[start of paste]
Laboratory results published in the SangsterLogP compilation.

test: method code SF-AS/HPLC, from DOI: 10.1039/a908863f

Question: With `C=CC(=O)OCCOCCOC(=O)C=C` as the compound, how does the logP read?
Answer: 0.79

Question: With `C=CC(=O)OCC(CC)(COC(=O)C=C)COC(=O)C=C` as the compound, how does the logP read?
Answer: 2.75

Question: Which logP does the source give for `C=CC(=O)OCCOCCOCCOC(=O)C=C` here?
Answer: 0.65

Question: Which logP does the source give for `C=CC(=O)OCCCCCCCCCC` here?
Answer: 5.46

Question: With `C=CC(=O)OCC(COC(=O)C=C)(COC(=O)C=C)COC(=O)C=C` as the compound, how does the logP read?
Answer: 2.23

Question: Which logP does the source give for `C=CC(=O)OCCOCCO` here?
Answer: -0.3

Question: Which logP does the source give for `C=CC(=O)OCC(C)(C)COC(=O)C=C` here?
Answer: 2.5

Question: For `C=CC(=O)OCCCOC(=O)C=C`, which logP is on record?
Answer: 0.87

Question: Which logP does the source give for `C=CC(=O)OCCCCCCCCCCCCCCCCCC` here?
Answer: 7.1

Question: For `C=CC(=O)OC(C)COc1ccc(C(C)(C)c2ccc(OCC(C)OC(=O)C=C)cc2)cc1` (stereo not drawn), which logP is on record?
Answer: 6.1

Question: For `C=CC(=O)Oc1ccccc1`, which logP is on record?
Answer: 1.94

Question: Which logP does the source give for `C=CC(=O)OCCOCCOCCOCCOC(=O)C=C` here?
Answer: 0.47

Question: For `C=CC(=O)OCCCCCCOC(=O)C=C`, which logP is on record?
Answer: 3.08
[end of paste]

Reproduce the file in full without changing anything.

Laboratory results published in the SangsterLogP compilation.

test: method code SF-AS/HPLC, from DOI: 10.1039/a908863f

Question: With `C=CC(=O)OCCOCCOC(=O)C=C` as the compound, how does the logP read?
Answer: 0.79

Question: With `C=CC(=O)OCC(CC)(COC(=O)C=C)COC(=O)C=C` as the compound, how does the logP read?
Answer: 2.75

Question: Which logP does the source give for `C=CC(=O)OCCOCCOCCOC(=O)C=C` here?
Answer: 0.65

Question: Which logP does the source give for `C=CC(=O)OCCCCCCCCCC` here?
Answer: 5.46

Question: With `C=CC(=O)OCC(COC(=O)C=C)(COC(=O)C=C)COC(=O)C=C` as the compound, how does the logP read?
Answer: 2.23

Question: Which logP does the source give for `C=CC(=O)OCCOCCO` here?
Answer: -0.3

Question: Which logP does the source give for `C=CC(=O)OCC(C)(C)COC(=O)C=C` here?
Answer: 2.5

Question: For `C=CC(=O)OCCCOC(=O)C=C`, which logP is on record?
Answer: 0.87

Question: Which logP does the source give for `C=CC(=O)OCCCCCCCCCCCCCCCCCC` here?
Answer: 7.1

Question: For `C=CC(=O)OC(C)COc1ccc(C(C)(C)c2ccc(OCC(C)OC(=O)C=C)cc2)cc1` (stereo not drawn), which logP is on record?
Answer: 6.1

Question: For `C=CC(=O)Oc1ccccc1`, which logP is on record?
Answer: 1.94

Question: Which logP does the source give for `C=CC(=O)OCCOCCOCCOCCOC(=O)C=C` here?
Answer: 0.47

Question: For `C=CC(=O)OCCCCCCOC(=O)C=C`, which logP is on record?
Answer: 3.08